Digitalisation is playing a key role in the upgradation of conventional power plants, which will help meet the changing market requirements. A digital power plant offers efficient and cost-effective power generation, reduces maintenance expenses and enables quick load adjustment.
Several factors are driving digitalisation in the power generation industry. One of the key factors is large-scale renewable integration. This is characterised by a certain degree of variability and uncertainty as the availability of renewable sources depends on weather conditions, resulting in ducking of the load curve. This may also lower the plant load factor of TPPs. With the increasing renewable energy penetration, TPPs need to frequently ramp up and ramp down power generation. This leads to poor heat rate, high auxiliary consumption, increased forced outages, high operations and maintenance (O&M) requirement, and reduced equipment lifetime. The digitalisation of boilers, turbines and generators (BTGs) can help maintain operational efficiency under flexible power plant operations. Further, a fleet-wide digitalisation of O&M practices enables TPPs to meet these dynamic requirements. Another driver of digitalisation in the BTG space is the increasing cost of compliance with environmental norms. This increases operational complexity and puts a strain on operating margins. Digital solutions can support and facilitate this transition through asset optimisation strategies.
Digitalisation also aids enterprise management through real-time network monitoring and reporting. With customised dashboards, business intelligence tools, digital work processes and blockchain-enabled transactions, gencos can move towards analytics and data-driven decision-making.
Digital solutions for power plants
The digitalisation of BTG equipment entails the deployment of sensors, actuators, digital controllers and supervisory computers. Through feedback control loops, plant processes and performance can be monitored and appropriate control actions can be taken in case of system disturbances such as changes in coal quality and load demand. Machine learning and artificial intelligence (AI) can help derive meaningful insights from operational data and take corrective measures to maintain plant performance, reduce unplanned outages and downtime, and extend the operational lifetime of assets.
Remote monitoring and diagnostic systems can be deployed for monitoring TPP assets. These systems have an interactive display for improved operations and an advanced pattern recognition feature, which identifies anomalies in plant operations. Another digital solution for power plants is the digital twin. It is a digital replica of a plant asset. The digital twin uses algorithms and models of AI and machine learning to predict the future performance of the plant. It leverages big data for driving efficiency and generation. Another cost-effective digital solution used in the power generation segment is 3D printing, which helps in maintaining spare readiness. This minimises the lead time for spare part manufacturing. Apart from this, the blade vibration monitoring system (BVMS) prevents last-stage blade failure in turbines, which occurs as a result of electrical corrosion, corrosion fatigue, stress corrosion, water corrosion and equipment fatigue caused by material quality issues, load variation, etc. BVMS tracks the performance of turbines and helps in improving plant availability and reducing unplanned shutdowns. The acoustic steam leakage detection system helps track steam leakages in boilers with the use of sensors on a sonic tube. If the sound of the steam leak exceeds the preset limit, an alarm is set off and the registered contacts are alerted.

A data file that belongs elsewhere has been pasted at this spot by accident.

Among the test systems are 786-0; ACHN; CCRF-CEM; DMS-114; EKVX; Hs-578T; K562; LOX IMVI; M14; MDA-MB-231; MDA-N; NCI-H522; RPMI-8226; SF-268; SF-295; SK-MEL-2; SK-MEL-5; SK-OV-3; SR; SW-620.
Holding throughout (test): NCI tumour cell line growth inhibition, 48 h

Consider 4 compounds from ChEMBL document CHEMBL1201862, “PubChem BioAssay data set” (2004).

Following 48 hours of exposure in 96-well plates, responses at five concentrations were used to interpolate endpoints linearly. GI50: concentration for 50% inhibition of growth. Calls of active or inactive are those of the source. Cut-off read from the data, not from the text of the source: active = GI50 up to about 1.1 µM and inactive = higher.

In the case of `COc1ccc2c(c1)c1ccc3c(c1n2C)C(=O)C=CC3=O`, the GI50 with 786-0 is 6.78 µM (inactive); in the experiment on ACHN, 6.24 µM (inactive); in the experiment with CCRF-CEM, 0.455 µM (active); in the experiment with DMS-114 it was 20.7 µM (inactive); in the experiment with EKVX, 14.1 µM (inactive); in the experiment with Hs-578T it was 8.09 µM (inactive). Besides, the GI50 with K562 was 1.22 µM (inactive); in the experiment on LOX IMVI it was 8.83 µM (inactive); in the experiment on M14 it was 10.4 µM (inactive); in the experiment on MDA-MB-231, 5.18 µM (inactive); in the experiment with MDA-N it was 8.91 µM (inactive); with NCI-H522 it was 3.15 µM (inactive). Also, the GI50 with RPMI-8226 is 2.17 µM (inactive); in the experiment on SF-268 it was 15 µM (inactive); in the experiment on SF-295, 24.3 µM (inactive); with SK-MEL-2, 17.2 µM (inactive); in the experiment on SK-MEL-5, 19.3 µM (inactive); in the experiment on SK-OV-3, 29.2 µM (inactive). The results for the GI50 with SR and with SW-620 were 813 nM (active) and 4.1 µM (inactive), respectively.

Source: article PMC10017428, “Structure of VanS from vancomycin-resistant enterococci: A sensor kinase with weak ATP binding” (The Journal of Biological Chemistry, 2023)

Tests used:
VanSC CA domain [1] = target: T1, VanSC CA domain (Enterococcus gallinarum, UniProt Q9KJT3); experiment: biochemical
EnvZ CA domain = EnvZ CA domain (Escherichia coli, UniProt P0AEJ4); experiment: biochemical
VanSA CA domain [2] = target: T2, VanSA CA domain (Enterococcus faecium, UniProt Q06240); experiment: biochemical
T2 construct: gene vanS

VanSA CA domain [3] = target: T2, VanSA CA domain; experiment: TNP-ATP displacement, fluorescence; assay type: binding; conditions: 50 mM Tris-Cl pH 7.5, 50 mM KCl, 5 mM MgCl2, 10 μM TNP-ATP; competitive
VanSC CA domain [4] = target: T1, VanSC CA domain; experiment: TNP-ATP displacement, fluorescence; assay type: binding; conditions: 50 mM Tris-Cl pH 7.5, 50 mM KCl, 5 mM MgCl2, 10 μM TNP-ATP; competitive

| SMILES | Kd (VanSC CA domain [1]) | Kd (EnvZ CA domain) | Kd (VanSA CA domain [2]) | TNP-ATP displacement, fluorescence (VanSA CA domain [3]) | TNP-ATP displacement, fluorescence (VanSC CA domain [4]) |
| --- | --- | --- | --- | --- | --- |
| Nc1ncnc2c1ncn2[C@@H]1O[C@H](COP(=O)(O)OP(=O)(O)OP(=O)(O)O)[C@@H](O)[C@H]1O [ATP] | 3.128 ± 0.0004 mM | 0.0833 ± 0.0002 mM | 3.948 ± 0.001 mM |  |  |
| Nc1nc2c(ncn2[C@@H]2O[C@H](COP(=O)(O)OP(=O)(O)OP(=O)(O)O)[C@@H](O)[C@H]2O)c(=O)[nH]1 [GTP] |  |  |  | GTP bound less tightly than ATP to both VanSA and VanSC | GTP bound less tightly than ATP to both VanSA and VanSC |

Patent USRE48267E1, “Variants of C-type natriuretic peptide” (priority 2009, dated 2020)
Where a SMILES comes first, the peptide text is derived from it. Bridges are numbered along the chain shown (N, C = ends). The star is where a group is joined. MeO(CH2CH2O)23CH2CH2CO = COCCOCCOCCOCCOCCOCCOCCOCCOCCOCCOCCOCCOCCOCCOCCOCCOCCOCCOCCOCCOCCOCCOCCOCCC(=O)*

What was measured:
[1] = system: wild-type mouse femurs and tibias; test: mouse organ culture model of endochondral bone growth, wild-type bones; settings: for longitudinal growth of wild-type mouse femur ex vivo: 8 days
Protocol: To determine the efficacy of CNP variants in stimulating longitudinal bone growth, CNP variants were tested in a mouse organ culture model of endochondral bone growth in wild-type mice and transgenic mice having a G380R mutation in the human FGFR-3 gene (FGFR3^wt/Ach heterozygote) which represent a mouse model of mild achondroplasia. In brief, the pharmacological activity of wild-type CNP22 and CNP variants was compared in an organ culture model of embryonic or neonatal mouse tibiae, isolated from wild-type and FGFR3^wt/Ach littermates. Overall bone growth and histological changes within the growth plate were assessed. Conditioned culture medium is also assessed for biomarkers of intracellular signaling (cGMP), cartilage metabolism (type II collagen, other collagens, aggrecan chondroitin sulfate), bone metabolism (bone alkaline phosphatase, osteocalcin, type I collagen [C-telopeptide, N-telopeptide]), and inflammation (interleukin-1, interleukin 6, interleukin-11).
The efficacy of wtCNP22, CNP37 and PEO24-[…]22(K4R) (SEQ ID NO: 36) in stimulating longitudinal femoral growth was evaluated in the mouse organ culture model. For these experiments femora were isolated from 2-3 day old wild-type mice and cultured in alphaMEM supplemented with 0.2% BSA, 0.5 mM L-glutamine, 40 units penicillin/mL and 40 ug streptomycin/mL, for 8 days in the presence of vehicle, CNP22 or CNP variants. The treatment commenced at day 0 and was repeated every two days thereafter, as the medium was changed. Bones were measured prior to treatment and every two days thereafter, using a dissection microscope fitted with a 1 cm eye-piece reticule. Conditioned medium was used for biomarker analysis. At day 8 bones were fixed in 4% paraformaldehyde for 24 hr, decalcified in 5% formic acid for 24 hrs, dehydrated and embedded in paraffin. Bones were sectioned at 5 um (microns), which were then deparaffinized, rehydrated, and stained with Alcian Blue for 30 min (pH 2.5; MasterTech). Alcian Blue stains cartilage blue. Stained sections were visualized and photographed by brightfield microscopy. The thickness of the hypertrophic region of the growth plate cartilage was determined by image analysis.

On the flexibilisation front, digitalisation is essential for bringing down the levellised cost of flexible power through forecasting and automatic generation control. Condensate throttling is a widely used digital solution to maintain plant performance in a quick response load change scenario. When the condensate water control valves close, the demand for low pressure heaters reduces and extraction steam has to pass through the last turbine stages, thus increasing the turbine power output. Some of the other digital solutions for flexible power plant operations are boiler auto-tune; advanced monitoring systems; online predictive tools for predicting failures, providing maintenance advisory and predicting cycling costs; lifetime assessment tools; and coal analysers.
The real-time tracking of power plant operations, coupled with flexibilisation, helps in maintaining the competitiveness of conventional power plants. It not only helps in improving the operational performance of TPPs at minimum expenditure, but also enables practical upgrades. In order to fully leverage the benefits of digitalisation, optimal and efficient use of plant performance data is important in order to predict future scenarios. This will help in minimising the unexpected downtime. A downside risk associated with digitalisation is that it makes TPPs more vulnerable to cybersecurity attacks. Thus, utilities need to proactively manage the risks associated with data and physical assets, and adopt best practices to keep systems secure and up to date. For the successful implementation of digital solutions at power plants, it is also essential to undertake change management, provide workforce training and conduct organisational reviews.